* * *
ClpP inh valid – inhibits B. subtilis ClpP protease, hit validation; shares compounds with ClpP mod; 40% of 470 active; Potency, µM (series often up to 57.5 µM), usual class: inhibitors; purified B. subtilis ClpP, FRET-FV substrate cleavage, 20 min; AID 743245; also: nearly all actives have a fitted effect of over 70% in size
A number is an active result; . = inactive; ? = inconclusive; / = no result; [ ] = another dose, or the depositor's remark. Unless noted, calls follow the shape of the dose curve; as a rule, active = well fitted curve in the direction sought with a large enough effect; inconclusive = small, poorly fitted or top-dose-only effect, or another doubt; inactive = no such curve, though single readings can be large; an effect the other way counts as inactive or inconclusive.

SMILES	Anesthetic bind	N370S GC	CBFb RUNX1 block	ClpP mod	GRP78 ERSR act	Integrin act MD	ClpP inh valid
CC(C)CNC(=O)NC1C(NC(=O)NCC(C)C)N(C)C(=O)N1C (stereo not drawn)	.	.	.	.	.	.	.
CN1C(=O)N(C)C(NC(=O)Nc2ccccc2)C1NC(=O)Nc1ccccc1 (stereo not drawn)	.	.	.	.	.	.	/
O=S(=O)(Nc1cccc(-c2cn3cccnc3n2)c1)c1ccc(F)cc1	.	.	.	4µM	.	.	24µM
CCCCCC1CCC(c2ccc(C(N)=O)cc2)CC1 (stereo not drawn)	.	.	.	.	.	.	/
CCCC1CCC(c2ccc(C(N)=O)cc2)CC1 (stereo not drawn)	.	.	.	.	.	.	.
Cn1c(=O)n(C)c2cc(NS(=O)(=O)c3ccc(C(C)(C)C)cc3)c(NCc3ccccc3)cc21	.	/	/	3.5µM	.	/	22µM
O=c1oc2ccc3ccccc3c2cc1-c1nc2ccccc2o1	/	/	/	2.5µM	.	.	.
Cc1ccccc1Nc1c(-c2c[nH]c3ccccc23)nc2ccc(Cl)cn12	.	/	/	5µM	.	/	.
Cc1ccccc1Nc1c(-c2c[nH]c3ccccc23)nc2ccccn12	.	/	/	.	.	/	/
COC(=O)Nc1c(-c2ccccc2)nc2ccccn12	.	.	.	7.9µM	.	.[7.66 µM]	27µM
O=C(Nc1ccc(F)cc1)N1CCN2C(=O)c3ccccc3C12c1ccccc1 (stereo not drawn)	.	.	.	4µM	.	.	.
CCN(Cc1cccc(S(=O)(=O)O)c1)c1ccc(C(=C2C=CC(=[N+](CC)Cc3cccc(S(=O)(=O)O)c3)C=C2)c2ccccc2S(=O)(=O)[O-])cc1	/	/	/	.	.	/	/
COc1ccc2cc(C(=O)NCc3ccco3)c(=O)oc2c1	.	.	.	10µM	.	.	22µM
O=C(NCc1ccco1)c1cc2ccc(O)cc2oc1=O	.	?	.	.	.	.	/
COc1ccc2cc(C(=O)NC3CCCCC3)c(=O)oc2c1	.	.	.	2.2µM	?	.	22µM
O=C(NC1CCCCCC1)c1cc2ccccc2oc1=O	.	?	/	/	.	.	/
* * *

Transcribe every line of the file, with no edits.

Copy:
ClpP inh valid – inhibits B. subtilis ClpP protease, hit validation; shares compounds with ClpP mod; 40% of 470 active; Potency, µM (series often up to 57.5 µM), usual class: inhibitors; purified B. subtilis ClpP, FRET-FV substrate cleavage, 20 min; AID 743245; also: nearly all actives have a fitted effect of over 70% in size
A number is an active result; . = inactive; ? = inconclusive; / = no result; [ ] = another dose, or the depositor's remark. Unless noted, calls follow the shape of the dose curve; as a rule, active = well fitted curve in the direction sought with a large enough effect; inconclusive = small, poorly fitted or top-dose-only effect, or another doubt; inactive = no such curve, though single readings can be large; an effect the other way counts as inactive or inconclusive.

SMILES	Anesthetic bind	N370S GC	CBFb RUNX1 block	ClpP mod	GRP78 ERSR act	Integrin act MD	ClpP inh valid
CC(C)CNC(=O)NC1C(NC(=O)NCC(C)C)N(C)C(=O)N1C (stereo not drawn)	.	.	.	.	.	.	.
CN1C(=O)N(C)C(NC(=O)Nc2ccccc2)C1NC(=O)Nc1ccccc1 (stereo not drawn)	.	.	.	.	.	.	/
O=S(=O)(Nc1cccc(-c2cn3cccnc3n2)c1)c1ccc(F)cc1	.	.	.	4µM	.	.	24µM
CCCCCC1CCC(c2ccc(C(N)=O)cc2)CC1 (stereo not drawn)	.	.	.	.	.	.	/
CCCC1CCC(c2ccc(C(N)=O)cc2)CC1 (stereo not drawn)	.	.	.	.	.	.	.
Cn1c(=O)n(C)c2cc(NS(=O)(=O)c3ccc(C(C)(C)C)cc3)c(NCc3ccccc3)cc21	.	/	/	3.5µM	.	/	22µM
O=c1oc2ccc3ccccc3c2cc1-c1nc2ccccc2o1	/	/	/	2.5µM	.	.	.
Cc1ccccc1Nc1c(-c2c[nH]c3ccccc23)nc2ccc(Cl)cn12	.	/	/	5µM	.	/	.
Cc1ccccc1Nc1c(-c2c[nH]c3ccccc23)nc2ccccn12	.	/	/	.	.	/	/
COC(=O)Nc1c(-c2ccccc2)nc2ccccn12	.	.	.	7.9µM	.	.[7.66 µM]	27µM
O=C(Nc1ccc(F)cc1)N1CCN2C(=O)c3ccccc3C12c1ccccc1 (stereo not drawn)	.	.	.	4µM	.	.	.
CCN(Cc1cccc(S(=O)(=O)O)c1)c1ccc(C(=C2C=CC(=[N+](CC)Cc3cccc(S(=O)(=O)O)c3)C=C2)c2ccccc2S(=O)(=O)[O-])cc1	/	/	/	.	.	/	/
COc1ccc2cc(C(=O)NCc3ccco3)c(=O)oc2c1	.	.	.	10µM	.	.	22µM
O=C(NCc1ccco1)c1cc2ccc(O)cc2oc1=O	.	?	.	.	.	.	/
COc1ccc2cc(C(=O)NC3CCCCC3)c(=O)oc2c1	.	.	.	2.2µM	?	.	22µM
O=C(NC1CCCCCC1)c1cc2ccccc2oc1=O	.	?	/	/	.	.	/